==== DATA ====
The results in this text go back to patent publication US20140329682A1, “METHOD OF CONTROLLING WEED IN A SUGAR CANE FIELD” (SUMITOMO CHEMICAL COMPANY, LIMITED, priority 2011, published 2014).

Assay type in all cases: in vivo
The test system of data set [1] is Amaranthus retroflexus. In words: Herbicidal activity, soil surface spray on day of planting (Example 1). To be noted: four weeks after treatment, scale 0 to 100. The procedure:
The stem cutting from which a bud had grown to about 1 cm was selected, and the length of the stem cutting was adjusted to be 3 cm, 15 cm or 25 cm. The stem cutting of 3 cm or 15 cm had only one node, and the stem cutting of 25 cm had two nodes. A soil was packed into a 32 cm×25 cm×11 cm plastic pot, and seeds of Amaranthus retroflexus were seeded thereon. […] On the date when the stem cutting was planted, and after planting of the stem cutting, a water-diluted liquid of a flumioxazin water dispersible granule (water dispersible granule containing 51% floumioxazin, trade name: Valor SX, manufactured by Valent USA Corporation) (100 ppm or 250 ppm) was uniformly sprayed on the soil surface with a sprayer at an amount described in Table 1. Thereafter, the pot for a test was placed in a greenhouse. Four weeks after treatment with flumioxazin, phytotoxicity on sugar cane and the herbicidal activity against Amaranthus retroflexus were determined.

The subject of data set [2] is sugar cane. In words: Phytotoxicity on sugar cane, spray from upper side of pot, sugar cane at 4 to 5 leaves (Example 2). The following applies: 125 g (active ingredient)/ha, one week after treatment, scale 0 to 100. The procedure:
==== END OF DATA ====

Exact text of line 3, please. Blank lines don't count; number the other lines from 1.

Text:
The test system of data set [1] is Amaranthus retroflexus. In words: Herbicidal activity, soil surface spray on day of planting (Example 1). To be noted: four weeks after treatment, scale 0 to 100. The procedure: